Working on engines producing up to 75% fewer emissions
This is not the first time that Pratt & Whitney has worked with NASA to advance green engine technologies. The two organizations partnered a number of times during the 1990s and 2000s, and together, they have made significant advancements in fuel-efficient technologies. A project in the 1990s through NASA’s Advanced Subsonic Technology program led to the development of base technology for fuel-efficient fans. Another partnership in 2005 through the Space Act Agreement gave Pratt & Whitney access to NASA expertise and facilities for engine testing.
The most notable result of the P&W-NASA partnership is the development of technology for the PurePower® Geared Turbofan™ (GTF) family of engines. The GTF engine improves efficiency by over 16 percent and increases fuel savings while dramatically reducing noiseby 50 percent, a profound advancement for the aeronautics industry. The success of the partnership between the two organizations, particularly the development of technology for the GTF, has created even more opportunities for collaboration.
Pratt & Whitney is currently working with NASA on the ‘New Aviation Horizons’ initiative, through which a new generation of revolutionary “X-planes” featuring advanced technologies will be designed, built and tested over a 10-year period.
Pratt & Whitney engines are included on four out of five of the experimental aircraft designs. According to NASA, the project aims “to develop aircraft that use 50 percent less fuel, produce 75 percent fewer emissions, and are notably more quiet than today’s vehicles.” Pratt & Whitney is making large contributions to this initiative that aims to have futuristic aircrafts in the sky as soon as the 2020s.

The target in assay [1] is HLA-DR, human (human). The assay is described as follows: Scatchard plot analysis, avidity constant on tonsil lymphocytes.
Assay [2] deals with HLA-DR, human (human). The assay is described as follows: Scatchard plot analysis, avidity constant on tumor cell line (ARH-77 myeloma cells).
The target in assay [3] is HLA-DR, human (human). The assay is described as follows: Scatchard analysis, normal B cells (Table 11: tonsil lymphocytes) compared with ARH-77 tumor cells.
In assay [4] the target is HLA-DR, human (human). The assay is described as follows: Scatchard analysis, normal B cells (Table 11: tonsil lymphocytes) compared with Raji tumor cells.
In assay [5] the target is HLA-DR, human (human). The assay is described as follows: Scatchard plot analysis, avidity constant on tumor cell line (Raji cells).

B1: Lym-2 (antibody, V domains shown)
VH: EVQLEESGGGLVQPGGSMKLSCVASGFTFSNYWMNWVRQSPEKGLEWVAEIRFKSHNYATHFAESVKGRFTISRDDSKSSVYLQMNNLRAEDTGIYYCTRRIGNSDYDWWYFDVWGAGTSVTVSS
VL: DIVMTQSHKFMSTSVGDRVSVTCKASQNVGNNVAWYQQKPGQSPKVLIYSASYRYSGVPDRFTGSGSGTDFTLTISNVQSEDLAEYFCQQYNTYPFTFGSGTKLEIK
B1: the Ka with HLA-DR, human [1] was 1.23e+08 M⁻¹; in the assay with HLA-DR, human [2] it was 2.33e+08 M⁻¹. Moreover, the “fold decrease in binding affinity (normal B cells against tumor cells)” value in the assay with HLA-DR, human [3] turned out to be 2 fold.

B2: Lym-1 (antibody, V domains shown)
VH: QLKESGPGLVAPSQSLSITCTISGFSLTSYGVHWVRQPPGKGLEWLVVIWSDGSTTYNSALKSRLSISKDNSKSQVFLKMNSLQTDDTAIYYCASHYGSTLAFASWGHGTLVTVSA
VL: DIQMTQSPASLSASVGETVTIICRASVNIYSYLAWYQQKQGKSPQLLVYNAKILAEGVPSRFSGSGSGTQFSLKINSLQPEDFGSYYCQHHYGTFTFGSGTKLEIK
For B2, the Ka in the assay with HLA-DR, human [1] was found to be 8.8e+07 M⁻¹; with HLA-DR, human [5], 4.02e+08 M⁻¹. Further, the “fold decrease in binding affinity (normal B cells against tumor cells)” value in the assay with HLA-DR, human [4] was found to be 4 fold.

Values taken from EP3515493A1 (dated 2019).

With the new three-year Ultra-High Bypass Advanced Nacelle Technologies partnership, Pratt & Whitney, UTC Aerospace Systems and Boeing will look to build on the innovations of the past, and develop the physics for a new generation of GTF engines that will be even more efficient and quiet. With technologies based on the learning developed through this partnership, the goal is to improve efficiency by another 10 percent above the 16 percent efficiency improvement from the first generation GTF engines.
“The goal is to build on the legacy of our partnership with NASA to work on improving our geared turbofan engine technologies,” said Michael Winter, senior fellow, Advanced Technologies, Pratt & Whitney. “Our work with NASA will help us extend the technology and move deeper into the design space.”
This partnership will likely have a large impact on the future of our world. With new advancements from this partnership, we may see the environmental cost of air transport reduced as a result of increased fuel savings, or home and business owners near airports no longer negatively affected by the constant roar of airplanes overhead.
“This partnership is not only good for our business, but for the planet,” Winter said. “Our ability to technically differentiate our products while also doing good for our world defines the legacy we leave. As engineers, what more could we hope for?”
Source: Pratt & Whitney